OpenID – and the debate goes on…

There was a recent NY Times blog post about OpenID, speculating about the future of OpenID and it’s possible conscription into the war against identity theft. Other recent posts mirror concerns/speculations about OpenID, its ability to reach critical mass to be useful, and technical as well as usability issues.

While these are all valid observations it is important to note what OpenID is actually intended to do, solve one problem and solve it well. What problem? The problem of ‘too many user-names and passwords to remember’ and associated symptoms of social network fatigue (SNF), including irritation with continually entering the same personal info (date of birth, gender, etc.) and inability to easily move your online profile around with you to the different sites you visit.

What really needs to happen to make OpenID succeed? Well there is not just one thing that needs to happen, there needs to be a confluence of events. These are; the increase in support of OpenID by major sites (Digg?); the increase in use of OpenID accounts (millions of OpenID enabled users?), and an increase in education efforts about OpenID. While there can be some usability improvements, OpenID is not overly complicated. I would say OpenID is today, where eMail was in the 80’s. Still in the realm of those technically comfortable but with great potential to succeed. Users who send email today have little to no idea of what makes things actually tick under the hood and don’t need to. We need to reach that level of abstraction with OpenID.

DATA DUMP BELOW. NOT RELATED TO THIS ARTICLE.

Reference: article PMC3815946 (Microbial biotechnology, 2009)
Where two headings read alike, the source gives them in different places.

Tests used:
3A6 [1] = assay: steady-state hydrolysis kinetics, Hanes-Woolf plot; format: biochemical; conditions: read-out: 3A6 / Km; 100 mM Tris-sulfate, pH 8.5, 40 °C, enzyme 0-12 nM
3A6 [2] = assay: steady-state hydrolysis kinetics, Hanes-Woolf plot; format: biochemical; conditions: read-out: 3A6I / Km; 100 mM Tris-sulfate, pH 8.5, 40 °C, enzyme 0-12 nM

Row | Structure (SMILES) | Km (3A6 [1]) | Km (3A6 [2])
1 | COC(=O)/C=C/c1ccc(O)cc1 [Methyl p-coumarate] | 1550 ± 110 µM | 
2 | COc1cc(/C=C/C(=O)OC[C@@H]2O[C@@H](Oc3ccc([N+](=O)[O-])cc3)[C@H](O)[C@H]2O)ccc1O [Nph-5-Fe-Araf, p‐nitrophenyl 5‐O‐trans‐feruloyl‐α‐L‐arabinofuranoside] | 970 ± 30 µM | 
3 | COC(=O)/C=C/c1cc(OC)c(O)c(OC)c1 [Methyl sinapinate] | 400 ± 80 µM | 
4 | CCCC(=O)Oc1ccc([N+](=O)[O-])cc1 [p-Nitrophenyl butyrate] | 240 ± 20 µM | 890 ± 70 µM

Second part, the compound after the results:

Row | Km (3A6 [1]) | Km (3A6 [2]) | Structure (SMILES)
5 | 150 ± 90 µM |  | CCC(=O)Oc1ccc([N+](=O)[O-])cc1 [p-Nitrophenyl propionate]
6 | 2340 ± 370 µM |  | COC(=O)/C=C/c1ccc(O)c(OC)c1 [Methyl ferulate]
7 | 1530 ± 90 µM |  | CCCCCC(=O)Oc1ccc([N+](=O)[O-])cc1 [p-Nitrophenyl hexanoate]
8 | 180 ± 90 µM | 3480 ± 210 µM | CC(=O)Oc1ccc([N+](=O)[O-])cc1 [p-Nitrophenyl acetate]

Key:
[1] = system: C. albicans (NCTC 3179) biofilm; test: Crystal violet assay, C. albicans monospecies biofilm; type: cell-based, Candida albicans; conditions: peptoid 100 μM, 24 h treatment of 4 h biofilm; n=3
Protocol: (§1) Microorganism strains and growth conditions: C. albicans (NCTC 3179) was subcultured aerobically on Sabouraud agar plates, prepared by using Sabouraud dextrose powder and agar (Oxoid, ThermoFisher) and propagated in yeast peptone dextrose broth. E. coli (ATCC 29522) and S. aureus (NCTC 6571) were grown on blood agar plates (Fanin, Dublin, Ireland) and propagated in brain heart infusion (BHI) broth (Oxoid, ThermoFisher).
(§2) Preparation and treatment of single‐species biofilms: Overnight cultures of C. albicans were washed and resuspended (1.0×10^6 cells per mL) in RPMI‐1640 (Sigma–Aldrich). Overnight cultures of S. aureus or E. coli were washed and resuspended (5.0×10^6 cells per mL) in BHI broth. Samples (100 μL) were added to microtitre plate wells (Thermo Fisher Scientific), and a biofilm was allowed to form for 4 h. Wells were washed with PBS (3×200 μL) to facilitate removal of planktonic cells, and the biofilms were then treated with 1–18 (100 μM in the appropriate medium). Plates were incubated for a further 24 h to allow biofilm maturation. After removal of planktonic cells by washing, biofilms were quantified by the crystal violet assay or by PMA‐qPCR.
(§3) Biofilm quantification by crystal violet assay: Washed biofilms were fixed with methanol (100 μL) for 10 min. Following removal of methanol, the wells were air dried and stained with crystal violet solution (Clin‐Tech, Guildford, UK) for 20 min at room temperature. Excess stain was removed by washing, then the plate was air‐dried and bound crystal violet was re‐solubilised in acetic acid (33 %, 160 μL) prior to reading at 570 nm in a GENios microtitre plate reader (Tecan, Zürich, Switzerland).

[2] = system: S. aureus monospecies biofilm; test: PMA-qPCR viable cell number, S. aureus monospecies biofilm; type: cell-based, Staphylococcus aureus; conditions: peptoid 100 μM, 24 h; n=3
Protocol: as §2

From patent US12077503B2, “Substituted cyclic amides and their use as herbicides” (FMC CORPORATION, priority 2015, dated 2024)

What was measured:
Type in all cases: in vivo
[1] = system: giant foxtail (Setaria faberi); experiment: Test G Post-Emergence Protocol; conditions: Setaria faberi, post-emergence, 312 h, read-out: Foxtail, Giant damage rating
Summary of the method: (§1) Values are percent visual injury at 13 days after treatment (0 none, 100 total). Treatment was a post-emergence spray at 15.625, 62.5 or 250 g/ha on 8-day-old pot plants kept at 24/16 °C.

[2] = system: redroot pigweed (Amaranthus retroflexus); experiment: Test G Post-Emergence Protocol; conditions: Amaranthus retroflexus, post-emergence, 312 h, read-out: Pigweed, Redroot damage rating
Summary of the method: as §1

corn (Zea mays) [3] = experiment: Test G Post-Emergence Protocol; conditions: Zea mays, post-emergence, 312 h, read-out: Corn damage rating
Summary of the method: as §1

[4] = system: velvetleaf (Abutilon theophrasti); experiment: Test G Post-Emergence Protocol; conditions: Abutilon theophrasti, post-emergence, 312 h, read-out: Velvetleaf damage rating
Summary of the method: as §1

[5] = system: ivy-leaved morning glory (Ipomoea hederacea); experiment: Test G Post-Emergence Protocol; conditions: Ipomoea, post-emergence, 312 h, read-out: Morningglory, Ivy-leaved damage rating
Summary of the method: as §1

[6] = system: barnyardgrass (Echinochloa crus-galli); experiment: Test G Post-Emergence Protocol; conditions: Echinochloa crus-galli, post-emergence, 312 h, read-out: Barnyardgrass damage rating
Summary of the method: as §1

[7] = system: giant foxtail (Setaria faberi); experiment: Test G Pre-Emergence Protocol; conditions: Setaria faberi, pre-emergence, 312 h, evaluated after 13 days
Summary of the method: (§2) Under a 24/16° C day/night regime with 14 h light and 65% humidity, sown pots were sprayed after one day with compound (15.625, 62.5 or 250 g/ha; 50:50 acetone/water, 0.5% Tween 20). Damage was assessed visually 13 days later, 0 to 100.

Cool widgets like Verisigns OpenID Seatbelt Plugin will improve usability, and there is a legion of brilliant and dedicated developers working everyday to address technical issues with the protocol. Once OpenID 2.0 implementations are available I would expect to see some larger sites come out of the woodworks with support for OpenID logins. With time and education the 100 million OpenID-enabled users will exponentially grow to many hundreds of millions of active OpenID-enabled users and OpenID will succeed.

Kevin Fox and Kevin Turner recently gave a short speech about OpenID which covers quite a bit of basic information about OpenID, I have been told its not horrible :)

In the meantime there is always the OpenID channel on Pibb where you can discuss all things OpenID, there is also an OpenID group on Facebook!

~Kevin Fox